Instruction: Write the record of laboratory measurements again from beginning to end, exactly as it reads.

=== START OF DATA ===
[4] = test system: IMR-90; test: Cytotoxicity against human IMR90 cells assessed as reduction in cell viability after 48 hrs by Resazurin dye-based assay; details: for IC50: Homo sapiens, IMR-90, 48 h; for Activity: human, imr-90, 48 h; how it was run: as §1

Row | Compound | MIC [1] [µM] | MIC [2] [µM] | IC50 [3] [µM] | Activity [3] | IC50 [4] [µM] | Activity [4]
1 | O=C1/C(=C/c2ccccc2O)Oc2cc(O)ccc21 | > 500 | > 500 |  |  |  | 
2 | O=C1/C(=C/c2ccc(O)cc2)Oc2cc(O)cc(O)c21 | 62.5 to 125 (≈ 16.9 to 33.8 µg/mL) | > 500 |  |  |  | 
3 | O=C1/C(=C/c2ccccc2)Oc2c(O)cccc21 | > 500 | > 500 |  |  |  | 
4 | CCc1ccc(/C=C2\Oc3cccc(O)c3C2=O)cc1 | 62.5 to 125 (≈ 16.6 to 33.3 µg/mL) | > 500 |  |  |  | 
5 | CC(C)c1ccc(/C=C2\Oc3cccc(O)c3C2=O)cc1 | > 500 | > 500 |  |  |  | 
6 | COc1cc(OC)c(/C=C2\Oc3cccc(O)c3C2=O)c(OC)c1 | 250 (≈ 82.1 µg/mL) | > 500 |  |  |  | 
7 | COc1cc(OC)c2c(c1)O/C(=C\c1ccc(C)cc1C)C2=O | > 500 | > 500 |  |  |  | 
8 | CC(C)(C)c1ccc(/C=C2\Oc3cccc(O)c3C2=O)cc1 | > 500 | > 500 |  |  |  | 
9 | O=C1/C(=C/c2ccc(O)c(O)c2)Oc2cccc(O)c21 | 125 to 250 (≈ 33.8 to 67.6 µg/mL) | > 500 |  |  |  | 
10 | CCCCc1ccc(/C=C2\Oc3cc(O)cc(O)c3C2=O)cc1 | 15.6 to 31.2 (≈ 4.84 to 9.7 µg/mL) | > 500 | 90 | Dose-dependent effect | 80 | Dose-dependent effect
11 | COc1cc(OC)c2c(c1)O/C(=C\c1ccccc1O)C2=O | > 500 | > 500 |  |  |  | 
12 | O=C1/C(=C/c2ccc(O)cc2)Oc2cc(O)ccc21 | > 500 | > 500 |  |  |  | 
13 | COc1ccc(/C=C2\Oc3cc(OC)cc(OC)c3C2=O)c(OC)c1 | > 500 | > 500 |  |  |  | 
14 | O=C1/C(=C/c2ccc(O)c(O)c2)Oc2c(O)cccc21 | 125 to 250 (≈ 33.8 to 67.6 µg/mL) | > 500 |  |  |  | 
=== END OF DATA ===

[4] = test system: IMR-90; test: Cytotoxicity against human IMR90 cells assessed as reduction in cell viability after 48 hrs by Resazurin dye-based assay; details: for IC50: Homo sapiens, IMR-90, 48 h; for Activity: human, imr-90, 48 h; how it was run: as §1

Row | Compound | MIC [1] [µM] | MIC [2] [µM] | IC50 [3] [µM] | Activity [3] | IC50 [4] [µM] | Activity [4]
1 | O=C1/C(=C/c2ccccc2O)Oc2cc(O)ccc21 | > 500 | > 500 |  |  |  | 
2 | O=C1/C(=C/c2ccc(O)cc2)Oc2cc(O)cc(O)c21 | 62.5 to 125 (≈ 16.9 to 33.8 µg/mL) | > 500 |  |  |  | 
3 | O=C1/C(=C/c2ccccc2)Oc2c(O)cccc21 | > 500 | > 500 |  |  |  | 
4 | CCc1ccc(/C=C2\Oc3cccc(O)c3C2=O)cc1 | 62.5 to 125 (≈ 16.6 to 33.3 µg/mL) | > 500 |  |  |  | 
5 | CC(C)c1ccc(/C=C2\Oc3cccc(O)c3C2=O)cc1 | > 500 | > 500 |  |  |  | 
6 | COc1cc(OC)c(/C=C2\Oc3cccc(O)c3C2=O)c(OC)c1 | 250 (≈ 82.1 µg/mL) | > 500 |  |  |  | 
7 | COc1cc(OC)c2c(c1)O/C(=C\c1ccc(C)cc1C)C2=O | > 500 | > 500 |  |  |  | 
8 | CC(C)(C)c1ccc(/C=C2\Oc3cccc(O)c3C2=O)cc1 | > 500 | > 500 |  |  |  | 
9 | O=C1/C(=C/c2ccc(O)c(O)c2)Oc2cccc(O)c21 | 125 to 250 (≈ 33.8 to 67.6 µg/mL) | > 500 |  |  |  | 
10 | CCCCc1ccc(/C=C2\Oc3cc(O)cc(O)c3C2=O)cc1 | 15.6 to 31.2 (≈ 4.84 to 9.7 µg/mL) | > 500 | 90 | Dose-dependent effect | 80 | Dose-dependent effect
11 | COc1cc(OC)c2c(c1)O/C(=C\c1ccccc1O)C2=O | > 500 | > 500 |  |  |  | 
12 | O=C1/C(=C/c2ccc(O)cc2)Oc2cc(O)ccc21 | > 500 | > 500 |  |  |  | 
13 | COc1ccc(/C=C2\Oc3cc(OC)cc(OC)c3C2=O)c(OC)c1 | > 500 | > 500 |  |  |  | 
14 | O=C1/C(=C/c2ccc(O)c(O)c2)Oc2c(O)cccc21 | 125 to 250 (≈ 33.8 to 67.6 µg/mL) | > 500 |  |  |  | 